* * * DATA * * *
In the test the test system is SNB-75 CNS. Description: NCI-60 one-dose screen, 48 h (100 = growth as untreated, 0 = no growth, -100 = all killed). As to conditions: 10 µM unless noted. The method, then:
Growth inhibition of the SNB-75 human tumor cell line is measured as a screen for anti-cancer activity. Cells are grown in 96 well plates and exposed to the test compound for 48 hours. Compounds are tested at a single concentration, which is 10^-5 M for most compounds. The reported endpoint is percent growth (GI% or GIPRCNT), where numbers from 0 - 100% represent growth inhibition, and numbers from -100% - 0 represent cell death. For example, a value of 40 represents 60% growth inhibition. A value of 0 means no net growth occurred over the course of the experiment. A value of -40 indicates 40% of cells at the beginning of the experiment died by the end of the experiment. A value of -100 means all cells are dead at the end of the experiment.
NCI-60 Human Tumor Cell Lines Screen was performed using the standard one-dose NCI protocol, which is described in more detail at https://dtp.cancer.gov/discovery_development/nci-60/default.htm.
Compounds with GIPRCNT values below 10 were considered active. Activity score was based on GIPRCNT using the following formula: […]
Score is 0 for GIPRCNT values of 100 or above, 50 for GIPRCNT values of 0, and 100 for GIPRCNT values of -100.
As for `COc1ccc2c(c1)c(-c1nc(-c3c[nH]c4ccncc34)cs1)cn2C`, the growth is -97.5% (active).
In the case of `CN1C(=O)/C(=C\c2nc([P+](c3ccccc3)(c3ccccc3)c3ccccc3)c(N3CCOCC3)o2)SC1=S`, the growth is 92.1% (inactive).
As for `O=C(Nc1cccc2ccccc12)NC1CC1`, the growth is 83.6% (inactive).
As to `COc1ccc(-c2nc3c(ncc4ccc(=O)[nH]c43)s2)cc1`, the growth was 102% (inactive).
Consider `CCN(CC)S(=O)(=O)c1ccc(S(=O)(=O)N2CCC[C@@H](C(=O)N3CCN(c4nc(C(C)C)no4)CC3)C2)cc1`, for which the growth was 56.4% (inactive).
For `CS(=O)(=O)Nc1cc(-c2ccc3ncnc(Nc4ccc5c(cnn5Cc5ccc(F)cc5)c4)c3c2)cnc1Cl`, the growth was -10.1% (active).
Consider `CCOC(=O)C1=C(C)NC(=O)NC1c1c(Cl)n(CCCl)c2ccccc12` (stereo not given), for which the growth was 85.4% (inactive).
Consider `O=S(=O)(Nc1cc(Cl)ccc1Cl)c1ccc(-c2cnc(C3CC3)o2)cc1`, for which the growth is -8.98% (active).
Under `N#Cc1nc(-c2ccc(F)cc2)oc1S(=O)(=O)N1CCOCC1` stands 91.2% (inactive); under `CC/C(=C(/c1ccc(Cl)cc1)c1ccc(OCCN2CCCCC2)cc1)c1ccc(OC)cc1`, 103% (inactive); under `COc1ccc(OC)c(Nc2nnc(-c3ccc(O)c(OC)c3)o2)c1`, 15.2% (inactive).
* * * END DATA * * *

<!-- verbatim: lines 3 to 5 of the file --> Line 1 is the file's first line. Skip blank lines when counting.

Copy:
NCI-60 Human Tumor Cell Lines Screen was performed using the standard one-dose NCI protocol, which is described in more detail at https://dtp.cancer.gov/discovery_development/nci-60/default.htm.
Compounds with GIPRCNT values below 10 were considered active. Activity score was based on GIPRCNT using the following formula: […]
Score is 0 for GIPRCNT values of 100 or above, 50 for GIPRCNT values of 0, and 100 for GIPRCNT values of -100.